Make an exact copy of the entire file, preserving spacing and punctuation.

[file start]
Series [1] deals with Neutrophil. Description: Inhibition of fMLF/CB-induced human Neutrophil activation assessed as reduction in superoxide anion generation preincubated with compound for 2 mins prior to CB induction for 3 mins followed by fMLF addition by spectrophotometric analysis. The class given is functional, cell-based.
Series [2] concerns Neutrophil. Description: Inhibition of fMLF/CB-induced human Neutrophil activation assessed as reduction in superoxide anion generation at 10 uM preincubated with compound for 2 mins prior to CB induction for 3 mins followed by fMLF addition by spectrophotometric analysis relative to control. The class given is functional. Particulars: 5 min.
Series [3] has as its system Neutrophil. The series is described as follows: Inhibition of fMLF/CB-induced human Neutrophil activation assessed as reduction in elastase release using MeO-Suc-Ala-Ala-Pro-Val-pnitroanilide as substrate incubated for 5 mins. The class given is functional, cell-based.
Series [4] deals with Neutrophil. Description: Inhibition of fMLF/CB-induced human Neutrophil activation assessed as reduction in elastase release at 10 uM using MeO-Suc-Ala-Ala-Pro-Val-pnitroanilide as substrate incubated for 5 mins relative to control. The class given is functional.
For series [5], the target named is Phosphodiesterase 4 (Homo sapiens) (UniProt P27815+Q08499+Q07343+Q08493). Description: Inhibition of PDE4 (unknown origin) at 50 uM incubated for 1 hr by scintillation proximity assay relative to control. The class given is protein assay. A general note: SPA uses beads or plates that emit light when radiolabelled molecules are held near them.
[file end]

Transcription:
Series [1] deals with Neutrophil. Description: Inhibition of fMLF/CB-induced human Neutrophil activation assessed as reduction in superoxide anion generation preincubated with compound for 2 mins prior to CB induction for 3 mins followed by fMLF addition by spectrophotometric analysis. The class given is functional, cell-based.
Series [2] concerns Neutrophil. Description: Inhibition of fMLF/CB-induced human Neutrophil activation assessed as reduction in superoxide anion generation at 10 uM preincubated with compound for 2 mins prior to CB induction for 3 mins followed by fMLF addition by spectrophotometric analysis relative to control. The class given is functional. Particulars: 5 min.
Series [3] has as its system Neutrophil. The series is described as follows: Inhibition of fMLF/CB-induced human Neutrophil activation assessed as reduction in elastase release using MeO-Suc-Ala-Ala-Pro-Val-pnitroanilide as substrate incubated for 5 mins. The class given is functional, cell-based.
Series [4] deals with Neutrophil. Description: Inhibition of fMLF/CB-induced human Neutrophil activation assessed as reduction in elastase release at 10 uM using MeO-Suc-Ala-Ala-Pro-Val-pnitroanilide as substrate incubated for 5 mins relative to control. The class given is functional.
For series [5], the target named is Phosphodiesterase 4 (Homo sapiens) (UniProt P27815+Q08499+Q07343+Q08493). Description: Inhibition of PDE4 (unknown origin) at 50 uM incubated for 1 hr by scintillation proximity assay relative to control. The class given is protein assay. A general note: SPA uses beads or plates that emit light when radiolabelled molecules are held near them.